I watch on as the weeks went by. The story kept me on the hook for the show in general. When friends asked I’d stick to the refrain “I like it, but it’s not Star Trek”. Stamets' character seemed to become more and more fleshed out and the introduction of his partner, Wilson Cruz as Dr. Culbert, gave some lightness to the character and made him feel more rounded as a person. Also as the Tardigrade pilot weakened and Stamets stepped into the spore drive, he seemed more likable even before the spores altered his outlook.

“Choose your pain” was a highlight of these early episodes dealing with people coping under torture and we got our first view of Harry Mudd as played by Rainn Wilson. No doubt roguish like Roger C. Carmel’s original version of the character, but darker and more twisted feeling. This furthered my feeling of “I like this, but it’s not the Trek I know.” This also marked the first use of the word “fuck” in Star Trek and it felt out of place. I had no problems with the adult themes and swearing in this show, but this felt like after 5 episodes if you haven’t used the word, you probably don’t need to at this point. It stuck out a bit for me to say the least. But as just an hour of TV in general it was undoubtedly spell-binding and Shazam Latif was a welcome addition to the cast as Ash Tyler.

But here we reach a turning point for me when a couple of episodes later, we get to the over titled “Magic to Make the Sanest of Man Go Mad.” Harry Mudd returns in the darker version of we saw before, seeking revenge on Lorca for leaving him aboard the Klingon ship to die. This is a classic time loop episode where the same few hours repeat which calls to mind the Next Generation episode “Cause and Effect.” Stamets is the only one who can see what is happening but with the spores messing with his mind, will anyone believe him before Mudd gets his fill of killing Lorca many times over and moves on? This felt like Star Trek for the first time. Not quite perfectly Star Trek, but this was more of a mix of classic Trek style and modern story telling that I was looking for in this show.

Over the next few episodes, the Federation starts to look like it’s going to turn the tide of the war with the Klingons and Stamets, under health concerns, takes one last but much larger spore jump, consisting of many small jumps before hanging up the spore drive for good. Lorca seems to be listening a little more and seems genuinely concerned for Stamets although still very driven by war. It felt to me at this point that things were turning a corner. We’d seen some pay-offs to earlier un-Treklike behaviour and it felt mostly Star Trek-like. But then it happened. After the Discovery found itself not where it should be. The promise we had been teased with in online rumours came true. We were in the mirror universe.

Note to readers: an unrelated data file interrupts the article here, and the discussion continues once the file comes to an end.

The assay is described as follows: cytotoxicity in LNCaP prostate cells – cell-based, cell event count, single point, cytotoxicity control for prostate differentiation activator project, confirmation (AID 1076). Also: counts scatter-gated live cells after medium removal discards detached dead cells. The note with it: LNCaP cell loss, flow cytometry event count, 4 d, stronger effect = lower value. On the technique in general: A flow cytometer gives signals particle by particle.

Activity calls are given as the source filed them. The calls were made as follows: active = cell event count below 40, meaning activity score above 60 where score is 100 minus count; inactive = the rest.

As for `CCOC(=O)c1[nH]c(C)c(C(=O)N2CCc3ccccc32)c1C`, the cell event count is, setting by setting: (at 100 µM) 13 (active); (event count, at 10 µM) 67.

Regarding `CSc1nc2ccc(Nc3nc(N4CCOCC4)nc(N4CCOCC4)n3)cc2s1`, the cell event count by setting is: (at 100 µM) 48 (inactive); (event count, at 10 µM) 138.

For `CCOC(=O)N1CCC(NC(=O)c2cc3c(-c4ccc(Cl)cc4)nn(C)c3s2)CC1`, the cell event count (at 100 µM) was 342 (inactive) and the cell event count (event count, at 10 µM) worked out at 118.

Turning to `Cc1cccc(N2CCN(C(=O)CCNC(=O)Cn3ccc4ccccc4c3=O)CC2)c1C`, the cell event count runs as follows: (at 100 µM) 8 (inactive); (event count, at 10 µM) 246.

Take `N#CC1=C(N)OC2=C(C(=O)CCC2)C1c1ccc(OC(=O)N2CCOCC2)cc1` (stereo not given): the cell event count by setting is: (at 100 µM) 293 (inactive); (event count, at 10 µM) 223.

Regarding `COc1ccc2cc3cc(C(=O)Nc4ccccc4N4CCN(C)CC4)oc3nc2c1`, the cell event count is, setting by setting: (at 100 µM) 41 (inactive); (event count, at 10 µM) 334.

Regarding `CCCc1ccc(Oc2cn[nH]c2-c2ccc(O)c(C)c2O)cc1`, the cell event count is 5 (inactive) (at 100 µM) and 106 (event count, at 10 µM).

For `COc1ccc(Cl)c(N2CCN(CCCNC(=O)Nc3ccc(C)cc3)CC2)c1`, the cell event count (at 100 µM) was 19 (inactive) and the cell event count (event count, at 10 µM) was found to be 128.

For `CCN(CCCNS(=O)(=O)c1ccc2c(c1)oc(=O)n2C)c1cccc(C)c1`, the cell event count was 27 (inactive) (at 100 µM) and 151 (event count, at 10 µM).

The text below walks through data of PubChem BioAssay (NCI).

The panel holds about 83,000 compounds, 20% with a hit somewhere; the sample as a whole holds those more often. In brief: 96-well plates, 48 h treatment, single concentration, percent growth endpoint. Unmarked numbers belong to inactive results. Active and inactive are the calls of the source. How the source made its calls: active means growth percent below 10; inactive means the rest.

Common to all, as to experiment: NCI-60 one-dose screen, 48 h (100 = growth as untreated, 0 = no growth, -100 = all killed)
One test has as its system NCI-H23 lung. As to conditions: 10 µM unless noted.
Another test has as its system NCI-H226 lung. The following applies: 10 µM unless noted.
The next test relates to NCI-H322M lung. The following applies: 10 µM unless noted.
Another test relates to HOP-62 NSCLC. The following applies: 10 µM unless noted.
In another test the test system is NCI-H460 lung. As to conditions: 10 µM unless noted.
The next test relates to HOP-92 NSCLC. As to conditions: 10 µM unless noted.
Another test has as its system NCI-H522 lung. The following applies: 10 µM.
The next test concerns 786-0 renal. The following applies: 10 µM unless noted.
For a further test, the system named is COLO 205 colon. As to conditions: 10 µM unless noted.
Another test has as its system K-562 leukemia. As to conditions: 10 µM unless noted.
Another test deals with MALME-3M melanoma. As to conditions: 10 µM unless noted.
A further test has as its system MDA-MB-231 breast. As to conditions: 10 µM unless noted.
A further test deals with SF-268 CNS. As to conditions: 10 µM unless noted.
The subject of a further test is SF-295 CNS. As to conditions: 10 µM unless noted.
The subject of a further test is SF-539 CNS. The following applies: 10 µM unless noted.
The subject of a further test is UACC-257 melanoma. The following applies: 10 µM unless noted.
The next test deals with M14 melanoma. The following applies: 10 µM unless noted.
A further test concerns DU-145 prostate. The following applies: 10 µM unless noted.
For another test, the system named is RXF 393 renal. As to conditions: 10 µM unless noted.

Now shit gets real (as we are allowed to say in new Trek!) In the mirror world, we saw characters come to terms with things they had done and what they would do to survive this place. Was it worth making it back home if they lost themselves along the way? Burnham started questioning everything and insisting that they make it home the right way. Stamets, stuck in the mycelial network, has to work with his mirror counterpart in a cool trippy world whilst he is thought to be dead in our world and his partner is dead. Killed by Ash who turns out to be the Klingon Torchbearer. It’s like classic Star Trek has been fused with the long form storytelling of the binge-watching Netflix age with plot twists a plenty like Breaking Bad did so well. Every time, you think you know what Disco is going to be, it becomes something different and something better. For me it became Star Trek. Yes, producers and writers you can look smug... you’ve earned it!